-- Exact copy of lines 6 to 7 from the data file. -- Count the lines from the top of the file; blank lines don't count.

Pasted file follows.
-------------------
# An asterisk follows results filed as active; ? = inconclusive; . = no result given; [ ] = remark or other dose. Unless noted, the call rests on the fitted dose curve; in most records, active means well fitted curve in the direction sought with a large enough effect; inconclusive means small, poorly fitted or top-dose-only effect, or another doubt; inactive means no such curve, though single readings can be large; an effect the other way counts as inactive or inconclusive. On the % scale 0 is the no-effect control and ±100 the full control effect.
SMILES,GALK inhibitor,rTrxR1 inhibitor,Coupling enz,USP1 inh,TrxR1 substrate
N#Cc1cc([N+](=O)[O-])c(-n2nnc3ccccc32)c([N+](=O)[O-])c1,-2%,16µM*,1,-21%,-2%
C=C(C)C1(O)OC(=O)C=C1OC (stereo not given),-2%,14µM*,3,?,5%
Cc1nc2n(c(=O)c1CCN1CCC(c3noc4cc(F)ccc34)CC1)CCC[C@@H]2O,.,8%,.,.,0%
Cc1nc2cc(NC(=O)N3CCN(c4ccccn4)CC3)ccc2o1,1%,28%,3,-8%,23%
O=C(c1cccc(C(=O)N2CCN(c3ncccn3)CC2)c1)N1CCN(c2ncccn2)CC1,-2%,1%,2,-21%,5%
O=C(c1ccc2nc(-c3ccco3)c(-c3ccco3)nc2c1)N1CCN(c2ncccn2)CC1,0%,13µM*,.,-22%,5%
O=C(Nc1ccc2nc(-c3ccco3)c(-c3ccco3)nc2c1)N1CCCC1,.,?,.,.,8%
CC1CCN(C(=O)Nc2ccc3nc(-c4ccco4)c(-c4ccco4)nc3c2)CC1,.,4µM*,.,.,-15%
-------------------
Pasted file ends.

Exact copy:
Cc1nc2cc(NC(=O)N3CCN(c4ccccn4)CC3)ccc2o1,1%,28%,3,-8%,23%
O=C(c1cccc(C(=O)N2CCN(c3ncccn3)CC2)c1)N1CCN(c2ncccn2)CC1,-2%,1%,2,-21%,5%